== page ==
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DeltaFins Managed Account is a SCAM

Discussion in 'Scam Alerts' started by vic, Nov 20, 2012.

  1. vic

    vic Recruit

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    DeltaFins (Forex Managed Accounts | Expert Advisor | kostenlose Forex Signale - DeltaFins) runs a managed account similar to a mutual fund where they pool all investors money together and manage it to produce profits.

    I deposited $1000 with them because the historical trades on their live account showed good results. They even sent me a certificate that showed that I had purchased 5.2107 shares at a share price of $191.91.

    About a month later they withdrew a large sum of money from the pool causing the share price (which is continuously updated on their website) to drop to $48 from $191. They did not adjust the number of shares I own to compensate for this withdrawal so this caused my initial $1000 investment to suddenly be worth $250 -- a 75% loss.

    I emailed them several times to explain that this is not right and is illegal but they kept insisting that their share price is based on the equity of the fund and that this is the way they calculate it.

    Had I lost the money due to trade losses I would have accepted the risk but they are intentionally keeping 75% of my money with virtually no trade losses.

    I'm sure that there are a number of investors who are affected by this withdrawal but so far I know of just one other person who posted his complaint on the FxStat website where the DeltaFins account is displayed (post #23 DFI Gains 3.0 discussion - FXSTAT. If you are reading this and are affected by this scam please add your comments here.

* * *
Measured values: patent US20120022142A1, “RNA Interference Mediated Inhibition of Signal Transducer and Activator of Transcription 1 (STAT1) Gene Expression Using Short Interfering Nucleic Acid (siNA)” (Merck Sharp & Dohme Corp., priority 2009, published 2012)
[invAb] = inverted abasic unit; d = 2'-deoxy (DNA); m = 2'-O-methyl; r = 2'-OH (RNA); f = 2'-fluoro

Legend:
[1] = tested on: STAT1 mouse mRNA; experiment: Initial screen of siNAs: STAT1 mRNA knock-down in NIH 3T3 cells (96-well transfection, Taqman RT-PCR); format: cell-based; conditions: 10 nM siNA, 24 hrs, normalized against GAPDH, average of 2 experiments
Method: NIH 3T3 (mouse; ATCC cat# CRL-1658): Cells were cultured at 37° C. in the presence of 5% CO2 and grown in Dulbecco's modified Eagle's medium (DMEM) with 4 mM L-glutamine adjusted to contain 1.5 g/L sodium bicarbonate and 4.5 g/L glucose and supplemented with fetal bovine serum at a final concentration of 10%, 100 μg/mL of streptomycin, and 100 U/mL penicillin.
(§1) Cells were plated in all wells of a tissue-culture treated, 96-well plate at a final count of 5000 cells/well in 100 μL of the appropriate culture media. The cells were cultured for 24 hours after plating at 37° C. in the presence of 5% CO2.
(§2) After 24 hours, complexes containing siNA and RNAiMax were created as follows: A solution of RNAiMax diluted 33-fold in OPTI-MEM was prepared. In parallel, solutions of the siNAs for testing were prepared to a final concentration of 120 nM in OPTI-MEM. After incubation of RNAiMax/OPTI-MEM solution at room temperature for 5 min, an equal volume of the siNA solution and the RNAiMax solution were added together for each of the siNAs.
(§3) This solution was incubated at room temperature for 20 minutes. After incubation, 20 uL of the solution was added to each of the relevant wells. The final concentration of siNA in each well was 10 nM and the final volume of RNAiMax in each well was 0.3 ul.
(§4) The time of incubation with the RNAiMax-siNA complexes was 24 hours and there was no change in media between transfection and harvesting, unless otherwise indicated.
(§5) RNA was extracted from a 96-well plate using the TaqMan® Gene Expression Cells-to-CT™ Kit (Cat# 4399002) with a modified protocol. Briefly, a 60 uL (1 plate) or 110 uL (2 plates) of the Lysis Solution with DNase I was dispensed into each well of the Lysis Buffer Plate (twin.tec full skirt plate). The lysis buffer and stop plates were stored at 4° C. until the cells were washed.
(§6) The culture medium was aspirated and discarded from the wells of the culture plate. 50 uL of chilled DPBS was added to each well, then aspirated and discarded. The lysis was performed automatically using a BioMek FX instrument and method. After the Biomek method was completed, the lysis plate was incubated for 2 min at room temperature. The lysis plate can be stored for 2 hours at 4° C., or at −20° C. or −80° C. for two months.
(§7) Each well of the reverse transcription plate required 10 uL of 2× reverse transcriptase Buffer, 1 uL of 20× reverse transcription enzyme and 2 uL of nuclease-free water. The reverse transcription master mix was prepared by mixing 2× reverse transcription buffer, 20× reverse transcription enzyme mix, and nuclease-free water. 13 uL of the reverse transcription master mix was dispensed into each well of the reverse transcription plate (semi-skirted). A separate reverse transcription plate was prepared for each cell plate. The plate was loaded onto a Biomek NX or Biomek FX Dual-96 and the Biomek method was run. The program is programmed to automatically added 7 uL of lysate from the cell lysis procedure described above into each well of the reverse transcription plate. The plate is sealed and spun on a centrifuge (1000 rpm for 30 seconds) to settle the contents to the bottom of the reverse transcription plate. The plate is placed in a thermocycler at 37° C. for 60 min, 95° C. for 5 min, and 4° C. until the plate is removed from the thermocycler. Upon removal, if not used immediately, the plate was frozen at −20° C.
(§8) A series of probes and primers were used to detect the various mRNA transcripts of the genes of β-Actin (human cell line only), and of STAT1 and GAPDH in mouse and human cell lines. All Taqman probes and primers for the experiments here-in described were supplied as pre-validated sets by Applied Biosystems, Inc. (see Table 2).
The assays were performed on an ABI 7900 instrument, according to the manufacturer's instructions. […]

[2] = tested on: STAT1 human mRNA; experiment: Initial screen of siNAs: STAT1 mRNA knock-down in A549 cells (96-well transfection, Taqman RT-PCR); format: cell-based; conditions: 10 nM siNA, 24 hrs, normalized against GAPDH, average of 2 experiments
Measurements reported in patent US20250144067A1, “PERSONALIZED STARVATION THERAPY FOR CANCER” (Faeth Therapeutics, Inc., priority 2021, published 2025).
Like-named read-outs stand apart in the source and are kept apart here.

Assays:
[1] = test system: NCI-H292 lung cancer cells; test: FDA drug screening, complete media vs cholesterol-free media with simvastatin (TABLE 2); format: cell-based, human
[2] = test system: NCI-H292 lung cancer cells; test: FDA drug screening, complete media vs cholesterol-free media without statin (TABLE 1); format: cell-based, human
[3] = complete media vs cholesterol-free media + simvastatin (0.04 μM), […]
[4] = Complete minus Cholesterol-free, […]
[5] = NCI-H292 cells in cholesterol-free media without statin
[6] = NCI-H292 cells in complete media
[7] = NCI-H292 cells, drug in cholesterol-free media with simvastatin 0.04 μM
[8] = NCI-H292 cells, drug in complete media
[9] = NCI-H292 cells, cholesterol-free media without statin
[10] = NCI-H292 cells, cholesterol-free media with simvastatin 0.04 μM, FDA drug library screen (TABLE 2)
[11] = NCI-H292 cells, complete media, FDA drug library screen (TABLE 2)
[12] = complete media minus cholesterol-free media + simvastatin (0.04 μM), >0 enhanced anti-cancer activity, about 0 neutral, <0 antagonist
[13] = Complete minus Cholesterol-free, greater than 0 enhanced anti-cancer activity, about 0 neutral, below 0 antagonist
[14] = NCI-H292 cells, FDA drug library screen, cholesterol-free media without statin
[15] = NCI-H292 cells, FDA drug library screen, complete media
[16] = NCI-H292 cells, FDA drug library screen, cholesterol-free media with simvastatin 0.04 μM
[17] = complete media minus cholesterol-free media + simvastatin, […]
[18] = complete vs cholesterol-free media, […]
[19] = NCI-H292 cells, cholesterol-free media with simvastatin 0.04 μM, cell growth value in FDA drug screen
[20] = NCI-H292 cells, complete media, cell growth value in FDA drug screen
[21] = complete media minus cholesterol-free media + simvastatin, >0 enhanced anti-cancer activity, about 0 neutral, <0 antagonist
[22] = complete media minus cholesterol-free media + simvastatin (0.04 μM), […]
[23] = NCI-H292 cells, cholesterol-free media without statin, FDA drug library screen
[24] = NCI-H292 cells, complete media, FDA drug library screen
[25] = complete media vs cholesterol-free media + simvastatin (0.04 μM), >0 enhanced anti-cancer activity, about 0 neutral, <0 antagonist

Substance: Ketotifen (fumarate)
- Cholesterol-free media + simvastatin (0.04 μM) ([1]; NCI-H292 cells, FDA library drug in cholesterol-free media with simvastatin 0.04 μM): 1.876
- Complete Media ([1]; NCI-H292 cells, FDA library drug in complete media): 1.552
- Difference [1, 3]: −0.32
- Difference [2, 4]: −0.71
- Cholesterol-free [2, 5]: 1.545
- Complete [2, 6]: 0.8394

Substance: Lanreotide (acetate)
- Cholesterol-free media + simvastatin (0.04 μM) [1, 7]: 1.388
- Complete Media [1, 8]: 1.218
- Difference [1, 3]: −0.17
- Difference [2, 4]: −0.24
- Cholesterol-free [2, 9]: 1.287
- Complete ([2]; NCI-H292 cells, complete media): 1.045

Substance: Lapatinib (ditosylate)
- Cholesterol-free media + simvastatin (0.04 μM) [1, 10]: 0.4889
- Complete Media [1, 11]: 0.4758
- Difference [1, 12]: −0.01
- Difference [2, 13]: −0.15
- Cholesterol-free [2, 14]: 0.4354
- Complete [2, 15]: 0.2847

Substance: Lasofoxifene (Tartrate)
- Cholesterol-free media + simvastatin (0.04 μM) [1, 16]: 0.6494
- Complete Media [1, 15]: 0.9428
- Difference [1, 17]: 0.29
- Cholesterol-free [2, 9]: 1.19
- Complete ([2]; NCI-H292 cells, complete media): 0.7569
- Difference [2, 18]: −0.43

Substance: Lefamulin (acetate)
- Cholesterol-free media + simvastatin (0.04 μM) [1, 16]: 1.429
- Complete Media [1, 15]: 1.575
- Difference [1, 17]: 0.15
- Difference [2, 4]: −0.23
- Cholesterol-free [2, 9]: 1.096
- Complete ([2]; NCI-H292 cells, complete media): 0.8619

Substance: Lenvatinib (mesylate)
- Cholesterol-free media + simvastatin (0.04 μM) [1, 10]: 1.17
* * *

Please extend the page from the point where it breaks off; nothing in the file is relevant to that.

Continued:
2. Pharaoh

    Pharaoh Colonel

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    I think I want to hear BigT1's opinion on this one.

    Overall, this doesn't make sense to me. If you and I are the only two members of a pool (and each have 50 shares that we bought for the same price at the same time), then I withdraw 25 shares, the value of the pool will fall by 25%, but the share price should remain unchanged, since the total number of outstanding shares also fell by 25%.
     
  3. BigT1

    BigT1 Sergeant Major

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    Pharaoh,
    DeltaFins aside for the moment pending research, as bad as it looks, and in answer to your question:
    .
    There are different types of public funds:
    1 - Open-end funds (Mutual funds)
    2 - Closed-end funds
    3 - PAMM (Mamm) Accounts

    1 - A legitimate, registered Mutual Fund issues 'New Shares' as new money comes in, at the NAV (Net Asset Value) on the close of business the day the shares are purchased.
    Therefore, a $1,000,000 mutual fund with 100,000 shares outstanding will have an NAV that day valued at $10.00/share.
    The deposit of a fresh $100K will buy 10,000 new shares a $10/share.
    The fund will now have $1.1M in assets underlying 110K shares, still priced at $10/share.
    If the next day the old investors all sell out with the NAV at close of business still at $10/share, they will receive $1M.
    The fund will have shrunk by 90% to $100K in assets with 10,000 shares left outstanding (your shares; congratulations, you now own 100% of the fund).
    For the sake of discussion: excluding tax consequences and the costs of the transactions to purchase and liquidate the internal investments, the purchase and sale of shares by any investor will have only indirect influence on the remaining investors with limited effect on the NAV.
    NAV * Your Shares = Your Assets in the fund, for all investors, at all times.
    .
    2 - Closed-End Funds consist of a basket of underlying instruments that each have a market value.
    The sum of the individual values of the underlying shares is divided by the fixed number of shares the fund has issued at inception to determine the NAV.
    So, lets say a closed-end fund was established to represents the Dow Jones Industrials 30 stocks.
    Lets say the fund issued 1,000,000 closed-end fund shares at $10/share on the day of inception, many years ago.
    The initial investment of $10M in the fund was achieved.
    The fund is then "closed to new investment".
    The fund uses the proceeds of the offering to immediately purchase an equal# of shares of each of the 30 stocks in the DJI at that time.
    Note: The DJI is a price weighted index; this would differ for a market cap weighted index fund.